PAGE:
Travel Tales #4: Stuck in Beijing For 3 Days

What is the longest delay you have ever had? 4 hours? 8 hours? How about three full days without money, knowledge of where you are, means of communicating with the outside world, and no local around who can understand you? In retrospect, I took one of my first travel crises quite well for a newbie traveler!

Let me paint the picture for you. The events depicted in my post “Getting Scammed in Xian” had a lot more going on than I led on so let me continue the story. After finally seeing the Terracotta Army, I went on with my trip to Lijiang and then Chengdu. When vacation time was over, I had to return to Korea, as I had just started my first year teaching English in the tiny town of Daejeon. There was one little thing that stood in the way though, a 5 hour layover in Beijing, one of the worse worst airports in the world. (Edit of typo: courtesy of Grammar Nazi Dave Yuhas) Read more

Zhangjiajie: A UNESCO World Heritage Site in China

Today, we feature a guest post from fellow travel blogger Agness Walewinder. She takes us to Zhangjiajie, known to most as the world of Pandora from the movie Avatar. Pandora is a real place that you can visit now, and Agness will convince you why you should put it on the top of your China bucket list. Take it away Agness!

The Hidden Gem of Nature

I would probably not surprise anyone if I told you that China is one of the most diverse and stunning countries in the world in terms of scenery and landscape. Without a doubt, the ‘Land of Dragons’ has been favored by Mother Nature and Zhangjiajie, a city located in northern part of Hunan Province, proves it. Read more

The Great Wall

The Great Wall of China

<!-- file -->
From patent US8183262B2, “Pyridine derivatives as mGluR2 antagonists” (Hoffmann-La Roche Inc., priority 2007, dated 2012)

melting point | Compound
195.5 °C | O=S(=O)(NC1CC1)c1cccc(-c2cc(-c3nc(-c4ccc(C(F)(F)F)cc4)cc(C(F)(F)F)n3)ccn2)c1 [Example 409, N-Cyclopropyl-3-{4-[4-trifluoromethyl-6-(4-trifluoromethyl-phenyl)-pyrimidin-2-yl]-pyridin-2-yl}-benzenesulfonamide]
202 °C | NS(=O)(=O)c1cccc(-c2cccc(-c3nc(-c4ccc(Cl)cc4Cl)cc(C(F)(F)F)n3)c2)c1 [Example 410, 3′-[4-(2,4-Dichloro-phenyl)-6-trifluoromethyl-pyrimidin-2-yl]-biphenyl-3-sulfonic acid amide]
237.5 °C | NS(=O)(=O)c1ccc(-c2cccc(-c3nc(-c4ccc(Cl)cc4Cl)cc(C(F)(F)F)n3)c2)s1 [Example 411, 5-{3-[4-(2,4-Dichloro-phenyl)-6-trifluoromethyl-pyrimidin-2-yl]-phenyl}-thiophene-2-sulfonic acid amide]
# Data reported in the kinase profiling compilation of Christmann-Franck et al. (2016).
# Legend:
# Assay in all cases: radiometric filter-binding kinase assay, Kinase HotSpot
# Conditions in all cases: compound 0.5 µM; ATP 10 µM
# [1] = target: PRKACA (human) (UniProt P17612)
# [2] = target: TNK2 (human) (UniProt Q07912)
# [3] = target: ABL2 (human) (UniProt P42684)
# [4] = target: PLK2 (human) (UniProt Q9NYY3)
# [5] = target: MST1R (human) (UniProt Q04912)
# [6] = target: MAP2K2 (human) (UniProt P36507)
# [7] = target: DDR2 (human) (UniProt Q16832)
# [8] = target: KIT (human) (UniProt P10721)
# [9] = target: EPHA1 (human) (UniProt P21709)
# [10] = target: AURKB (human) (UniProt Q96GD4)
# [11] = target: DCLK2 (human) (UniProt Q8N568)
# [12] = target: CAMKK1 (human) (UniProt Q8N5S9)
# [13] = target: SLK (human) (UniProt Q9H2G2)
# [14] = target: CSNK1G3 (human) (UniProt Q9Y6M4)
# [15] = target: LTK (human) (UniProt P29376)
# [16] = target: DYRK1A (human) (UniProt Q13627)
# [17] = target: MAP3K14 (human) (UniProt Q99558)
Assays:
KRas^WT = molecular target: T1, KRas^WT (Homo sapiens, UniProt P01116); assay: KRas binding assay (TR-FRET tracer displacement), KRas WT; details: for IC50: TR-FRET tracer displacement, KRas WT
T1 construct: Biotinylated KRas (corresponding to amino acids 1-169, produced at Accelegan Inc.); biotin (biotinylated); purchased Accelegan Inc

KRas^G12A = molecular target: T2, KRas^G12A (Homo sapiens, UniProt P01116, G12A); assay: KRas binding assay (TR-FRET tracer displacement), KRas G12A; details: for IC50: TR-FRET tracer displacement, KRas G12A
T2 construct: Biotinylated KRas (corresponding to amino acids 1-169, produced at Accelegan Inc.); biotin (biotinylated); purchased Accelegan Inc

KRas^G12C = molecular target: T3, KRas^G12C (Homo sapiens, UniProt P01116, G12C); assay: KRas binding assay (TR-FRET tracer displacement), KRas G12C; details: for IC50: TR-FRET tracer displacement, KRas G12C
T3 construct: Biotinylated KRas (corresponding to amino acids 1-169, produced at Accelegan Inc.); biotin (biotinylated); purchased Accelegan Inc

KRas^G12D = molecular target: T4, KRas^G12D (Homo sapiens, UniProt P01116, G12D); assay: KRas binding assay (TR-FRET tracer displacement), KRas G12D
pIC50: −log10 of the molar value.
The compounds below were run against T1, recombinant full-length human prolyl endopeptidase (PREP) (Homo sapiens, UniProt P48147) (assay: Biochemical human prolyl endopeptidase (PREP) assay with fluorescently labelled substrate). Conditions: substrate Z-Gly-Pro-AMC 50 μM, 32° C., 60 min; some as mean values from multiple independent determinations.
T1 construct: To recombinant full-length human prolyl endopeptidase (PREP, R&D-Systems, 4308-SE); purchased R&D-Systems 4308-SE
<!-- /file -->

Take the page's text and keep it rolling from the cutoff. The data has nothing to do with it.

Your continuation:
Location: North Eastern China (Accessible Through: Beijing, China)

Visited: February, 2010

Background and Opinion:

“What is the Great Wall of China” you ask? No you don’t, no one asks this EVER because everyone knows right? Actually, you might not know as much as you think you do.

First, the Great Wall is not a single wall at all (excellent map here) and would be more appropriately called “The Great Set of Walls.” This name doesn’t sell as many tickets, as you may imagine, so lets just continue calling it the ‘Great Wall’ for now. Secondly, it is built horizontally. While city walls are built in a circular shape to protect from all sides, the great wall was built as a barrier separating the northern people of the steppes (modern day Mongolia) and the Chinese people in the south. Third, it was built by a number of different Dynasties. The wall was started by Qin Shi Huang, the first emperor of China who, coincidentally, also ordered the construction of the Terracotta Army and was the founder of Unified China (busy guy). It was built from 200 BCE – 1400s CE to protect different parts of China from external threats. Over the centuries, the numerous parts linked up in many places, but to this day, more and more parts of the wall are being uncovered. Something else that you might not know is just how many sections are accessible. There are dozens of entry points from Beijing alone if you know what you are doing.
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The Mausoleum of the First Qin Emperor

Terracotta ArmyLocation:
 Xi’an,Shaanxi Province, China
Visited: December 28, 2009

Opinion and Background:

This is more spectacular than the Great Wall of China. I thought I’d start this blog on a good note. Seeing thousands of clay soldiers with different expressions, clothes, hair styles and even different shoes leaves a person speechless. Some of the more amazing ones are in individual exhibits in the same complex. The terracotta army is as good as advertised, and definitely worth a look. The First Emperor of China, Qin Shi Huang, thought that by building this army, he could be protected in the afterlife. The army was never meant to be displayed and was buried along with his body. It wasn’t discovered until 1974, even though they were buried in the 3rd century BC. Despite their dull color now, the Terracotta Warriors were originally painted by hand, evident in some of the more preserved soldiers. This particular emperor is the first to unify China as a whole, as well as the first to attempt to build parts of what is now known as The Great Wall of China.

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